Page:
From time-to-time I read an article on the Kveller.com site. It’s a site primarily for Jewish mothers, but I had started reading it when Mayim Bialik was posting there regularly. (She still posts there sometimes, but most of her stuff is on her own site, Grok Nation, now.)
Recently I read a short piece about whether or not one should give a baby a very ethnic name. It spurred in me the remembrances of my own growing up. I was called “Judy” then, and it didn’t take long to get from “Judy” to “Judy-Doody,” to “Rooty-Tutti,” to “Tutti Fruity,” and finally to “Fruitcake” (a pejorative in the 60s and 70s, used for a person who was considered stupid, slow, or just plain weird). And that doesn’t even begin to address the number of times I was assaulted with “Judy, Judy, Judy” (a la Cary Grant, except he never said that), “Hey, Jude,” and (the worst), “Judy in Disguise (with glasses!).” If there is one thing that kids know how to do, it is how to mangle your name into something that can make you feel bad about having been born.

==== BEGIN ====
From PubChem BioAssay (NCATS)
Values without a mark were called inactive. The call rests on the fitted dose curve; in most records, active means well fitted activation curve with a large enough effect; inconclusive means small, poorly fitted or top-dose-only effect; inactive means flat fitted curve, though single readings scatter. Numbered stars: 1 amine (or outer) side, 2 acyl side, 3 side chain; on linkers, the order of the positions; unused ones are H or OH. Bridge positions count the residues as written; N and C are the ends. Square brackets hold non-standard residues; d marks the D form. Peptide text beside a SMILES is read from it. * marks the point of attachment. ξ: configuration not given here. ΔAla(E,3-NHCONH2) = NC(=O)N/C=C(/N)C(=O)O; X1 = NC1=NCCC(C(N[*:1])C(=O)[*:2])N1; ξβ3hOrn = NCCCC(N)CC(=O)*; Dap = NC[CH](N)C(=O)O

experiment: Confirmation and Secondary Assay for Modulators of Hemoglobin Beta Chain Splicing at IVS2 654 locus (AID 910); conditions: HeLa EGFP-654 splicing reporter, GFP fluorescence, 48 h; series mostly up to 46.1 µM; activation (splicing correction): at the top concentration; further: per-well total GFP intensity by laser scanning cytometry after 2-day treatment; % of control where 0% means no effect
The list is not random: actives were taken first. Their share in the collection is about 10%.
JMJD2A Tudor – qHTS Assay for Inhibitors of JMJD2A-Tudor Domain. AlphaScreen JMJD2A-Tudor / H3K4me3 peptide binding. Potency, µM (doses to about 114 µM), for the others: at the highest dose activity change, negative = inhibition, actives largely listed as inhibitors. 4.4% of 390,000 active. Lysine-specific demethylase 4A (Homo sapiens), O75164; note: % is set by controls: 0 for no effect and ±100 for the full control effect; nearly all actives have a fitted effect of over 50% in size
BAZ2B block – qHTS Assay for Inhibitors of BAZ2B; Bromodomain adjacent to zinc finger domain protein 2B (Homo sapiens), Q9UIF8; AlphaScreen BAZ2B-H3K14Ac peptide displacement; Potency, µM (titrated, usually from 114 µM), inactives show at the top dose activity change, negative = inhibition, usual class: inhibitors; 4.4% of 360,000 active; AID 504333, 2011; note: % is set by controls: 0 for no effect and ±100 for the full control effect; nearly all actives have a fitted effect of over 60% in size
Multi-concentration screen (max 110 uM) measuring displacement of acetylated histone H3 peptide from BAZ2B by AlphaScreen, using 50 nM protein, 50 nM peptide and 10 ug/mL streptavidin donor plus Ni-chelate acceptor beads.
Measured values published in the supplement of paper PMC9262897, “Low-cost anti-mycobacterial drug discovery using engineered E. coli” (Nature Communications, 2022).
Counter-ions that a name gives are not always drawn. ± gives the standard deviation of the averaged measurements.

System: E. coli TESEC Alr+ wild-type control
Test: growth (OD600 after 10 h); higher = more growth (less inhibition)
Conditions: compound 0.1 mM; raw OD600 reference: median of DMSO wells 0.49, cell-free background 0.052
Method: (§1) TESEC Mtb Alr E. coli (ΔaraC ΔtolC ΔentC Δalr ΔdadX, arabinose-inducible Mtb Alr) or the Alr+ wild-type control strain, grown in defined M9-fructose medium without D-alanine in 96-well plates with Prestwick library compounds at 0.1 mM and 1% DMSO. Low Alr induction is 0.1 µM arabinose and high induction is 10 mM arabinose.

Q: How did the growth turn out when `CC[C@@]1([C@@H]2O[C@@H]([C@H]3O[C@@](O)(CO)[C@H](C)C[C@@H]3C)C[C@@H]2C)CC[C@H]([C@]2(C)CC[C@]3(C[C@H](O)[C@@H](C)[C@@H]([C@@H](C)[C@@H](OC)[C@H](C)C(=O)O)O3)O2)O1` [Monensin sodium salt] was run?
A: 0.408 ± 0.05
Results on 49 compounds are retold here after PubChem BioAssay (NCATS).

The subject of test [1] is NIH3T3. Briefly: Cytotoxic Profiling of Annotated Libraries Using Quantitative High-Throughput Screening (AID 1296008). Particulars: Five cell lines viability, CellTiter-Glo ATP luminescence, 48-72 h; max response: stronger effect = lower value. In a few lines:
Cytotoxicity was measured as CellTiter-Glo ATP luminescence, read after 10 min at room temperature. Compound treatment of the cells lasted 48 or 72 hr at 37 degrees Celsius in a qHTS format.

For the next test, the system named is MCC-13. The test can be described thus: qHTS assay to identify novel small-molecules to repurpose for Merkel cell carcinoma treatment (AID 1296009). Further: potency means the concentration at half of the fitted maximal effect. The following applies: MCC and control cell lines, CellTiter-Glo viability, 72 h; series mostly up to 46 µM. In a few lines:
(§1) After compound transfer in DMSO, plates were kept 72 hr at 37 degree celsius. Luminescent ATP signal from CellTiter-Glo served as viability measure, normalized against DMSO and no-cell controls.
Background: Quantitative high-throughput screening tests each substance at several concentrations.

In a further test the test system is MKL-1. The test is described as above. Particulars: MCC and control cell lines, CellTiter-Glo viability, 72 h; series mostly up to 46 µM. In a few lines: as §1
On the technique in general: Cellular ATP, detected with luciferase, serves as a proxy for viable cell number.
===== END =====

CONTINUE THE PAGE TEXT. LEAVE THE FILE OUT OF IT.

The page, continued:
It was when I was in my 20s that I was told about the story of Judith, which was rather weird because the person who told me about it was a self-confessed pagan and I had grown up Roman Catholic. I’d seen the Cristofano Allori painting of Judith holding the head of Holofernes and I said to my friend, “Great! Here’s another picture of a weird woman named Judith!” At this my friend told me of the Book of Judith (as it appears in the Roman Catholic version of the Bible; it is one of the five apocryphal books). I dug up an old Bible and read it. I loved it.
The story is a clever one! Judith saves her people in a clever plot (that would take too long to describe here). She is brave. She is beloved.
All of this brings me to one point: Love yourself. Love your name, love who you are, love everything that makes you and your name one special being. Anyone can make fun of a name — it’s a childish thing to do, after all — but no one else can define it as you do.